Goodwood Festival of Speed is probably the most famous of the many spectacular events held at the Earl of Marchs ancestral home. It consists of 12,000 leafy acres near the UKs West Sussex coast, providing plenty of room not just for a hill climb but a forest rally stage, an aviation display and copious hospitality tents.
We went in search of Kiwi connections but this year they were a little thin on the ground. With one notable exception: Bruce Anstey. Fresh from his first ever Superbike class win at the Isle of Man, the man was in great demand for photos and autographs but we managed to have a quick chat. He was obviously pleased at taking the premier class win, after nine wins in other classes. So much so that he shrugged off losing the ultimate lap record to rival John McGuinness (who was parked right next door in the Honda tent). Bruce hasn't made it back to NZ in ten years. Im based here [in England] now, and thats where my partners from, said the Wellington-born, now Windsor-based, racer. But Id like to get back some time, for sure.
Bruce and his team owner, Clive Padgett, were spotted eyeing up a BSB-spec R1, prompting an enquiry about Bruces other racing plans. But, no, the Flying Kiwi will be sticking to road racing. If you want to see him in action again this year, the best chance will be at Augusts Classic TT, where Bruce is scheduled to do a parade lap on the unique Works Norton restored by Ken McIntosh. We reported on this very special machine at its appearance in the Classic Motorcycle Festival at Pukekohe back in January.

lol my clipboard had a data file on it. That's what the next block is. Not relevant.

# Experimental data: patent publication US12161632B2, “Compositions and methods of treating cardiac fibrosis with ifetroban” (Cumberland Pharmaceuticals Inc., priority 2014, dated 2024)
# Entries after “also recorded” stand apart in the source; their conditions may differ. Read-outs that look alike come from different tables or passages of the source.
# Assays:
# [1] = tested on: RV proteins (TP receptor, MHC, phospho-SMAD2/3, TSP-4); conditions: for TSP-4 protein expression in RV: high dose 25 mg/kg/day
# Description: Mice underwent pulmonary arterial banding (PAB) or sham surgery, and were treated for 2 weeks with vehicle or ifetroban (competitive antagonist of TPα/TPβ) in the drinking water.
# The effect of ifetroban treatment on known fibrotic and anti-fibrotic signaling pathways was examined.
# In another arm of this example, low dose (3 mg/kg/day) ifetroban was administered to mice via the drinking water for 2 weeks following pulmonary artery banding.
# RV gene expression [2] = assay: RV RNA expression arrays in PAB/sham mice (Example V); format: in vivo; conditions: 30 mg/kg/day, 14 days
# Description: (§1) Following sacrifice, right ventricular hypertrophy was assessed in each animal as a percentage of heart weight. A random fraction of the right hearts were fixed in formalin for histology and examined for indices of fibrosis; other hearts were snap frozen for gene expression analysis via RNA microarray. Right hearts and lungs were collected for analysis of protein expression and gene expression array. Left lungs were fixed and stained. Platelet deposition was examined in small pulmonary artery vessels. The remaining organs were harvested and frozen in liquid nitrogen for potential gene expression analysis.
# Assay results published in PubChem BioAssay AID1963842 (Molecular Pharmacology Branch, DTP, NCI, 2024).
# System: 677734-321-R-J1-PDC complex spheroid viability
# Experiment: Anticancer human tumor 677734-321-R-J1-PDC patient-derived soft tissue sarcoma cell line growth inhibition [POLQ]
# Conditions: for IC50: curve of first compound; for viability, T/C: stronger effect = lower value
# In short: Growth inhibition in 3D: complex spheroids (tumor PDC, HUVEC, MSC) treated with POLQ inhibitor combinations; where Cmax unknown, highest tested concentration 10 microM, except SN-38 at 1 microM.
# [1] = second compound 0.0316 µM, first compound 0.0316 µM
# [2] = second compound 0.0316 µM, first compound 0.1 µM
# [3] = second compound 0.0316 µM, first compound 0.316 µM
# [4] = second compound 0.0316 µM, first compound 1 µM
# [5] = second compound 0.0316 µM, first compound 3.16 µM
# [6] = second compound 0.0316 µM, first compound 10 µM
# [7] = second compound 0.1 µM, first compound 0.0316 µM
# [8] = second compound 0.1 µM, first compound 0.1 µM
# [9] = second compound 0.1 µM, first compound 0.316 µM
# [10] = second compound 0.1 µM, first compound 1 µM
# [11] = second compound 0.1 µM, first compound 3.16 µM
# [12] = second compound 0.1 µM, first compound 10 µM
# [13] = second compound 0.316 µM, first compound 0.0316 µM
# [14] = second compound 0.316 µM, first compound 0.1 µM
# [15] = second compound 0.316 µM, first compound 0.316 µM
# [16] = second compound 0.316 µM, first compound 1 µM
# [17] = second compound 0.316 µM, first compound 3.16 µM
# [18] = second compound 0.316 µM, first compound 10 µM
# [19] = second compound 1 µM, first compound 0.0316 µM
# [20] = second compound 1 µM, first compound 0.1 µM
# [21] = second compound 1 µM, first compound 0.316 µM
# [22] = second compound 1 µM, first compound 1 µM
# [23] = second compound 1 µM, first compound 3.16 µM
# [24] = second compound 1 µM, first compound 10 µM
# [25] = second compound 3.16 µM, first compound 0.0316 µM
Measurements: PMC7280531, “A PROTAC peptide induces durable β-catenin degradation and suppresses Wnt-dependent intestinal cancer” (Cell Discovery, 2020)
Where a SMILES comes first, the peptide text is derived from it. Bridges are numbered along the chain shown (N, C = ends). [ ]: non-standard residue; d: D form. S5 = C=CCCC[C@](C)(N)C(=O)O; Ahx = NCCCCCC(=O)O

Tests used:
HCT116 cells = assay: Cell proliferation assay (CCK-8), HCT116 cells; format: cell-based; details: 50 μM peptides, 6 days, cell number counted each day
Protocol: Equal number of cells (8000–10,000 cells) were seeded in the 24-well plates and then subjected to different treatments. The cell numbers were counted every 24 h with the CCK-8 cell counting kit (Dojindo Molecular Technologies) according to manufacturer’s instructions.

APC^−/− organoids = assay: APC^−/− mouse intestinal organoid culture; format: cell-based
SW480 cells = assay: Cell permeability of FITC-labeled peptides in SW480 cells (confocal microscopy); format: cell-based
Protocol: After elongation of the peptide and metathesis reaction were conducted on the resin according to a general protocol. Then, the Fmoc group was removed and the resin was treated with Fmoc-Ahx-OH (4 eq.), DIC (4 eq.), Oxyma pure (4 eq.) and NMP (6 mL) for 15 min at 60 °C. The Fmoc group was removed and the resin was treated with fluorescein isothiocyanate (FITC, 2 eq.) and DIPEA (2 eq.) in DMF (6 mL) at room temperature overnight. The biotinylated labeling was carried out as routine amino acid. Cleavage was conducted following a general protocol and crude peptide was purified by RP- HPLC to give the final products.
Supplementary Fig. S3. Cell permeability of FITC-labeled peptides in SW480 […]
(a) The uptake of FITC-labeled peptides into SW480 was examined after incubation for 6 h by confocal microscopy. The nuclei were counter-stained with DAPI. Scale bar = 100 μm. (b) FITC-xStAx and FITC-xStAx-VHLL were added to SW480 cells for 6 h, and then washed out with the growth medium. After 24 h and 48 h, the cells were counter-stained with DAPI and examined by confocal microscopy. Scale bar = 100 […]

Another famous, though clean shaven, face in Goodwoods bike paddock was World Superbike contender Leon Haslam. A first race crash at Portimao, scoring 12th place after remounting, put Leon a long way behind the seemingly unstoppable Johnny Rea in this years championship. Did he think he could catch the Ulsterman? Realistically, were not going to catch Johnny, admits Haslam. But we definitely can win races, and thats what were aiming for. Lying third in the championship, 149 points behind Rea, he is really looking forward to the next round at Laguna Seca and hoping its going to be typically hot. The conditions should suit us, says the British rider. The bike is better in hotter race conditions, so we should go well.
Casey Stoner might now be a retired Moto GP racer, but he is still a magnet for the fans. Every time he appeared, the Honda stand was swamped with crowds taking photos. Johnny Rea was getting a lot of attention too, but the biggest drawcard, inevitably, was Valentino Rossi. Having Stoner and Rossi riding the same stretch of tarmac was pretty special.
There were, of course, all manner of historic and eye-wateringly expensive machines on display at the Festival of Speed, with a huge number making the run up the 1.16 mile hill climb course. Attendance over the four days exceeded 180,000. Its an amazing event, and one for every petrol-heads bucket list.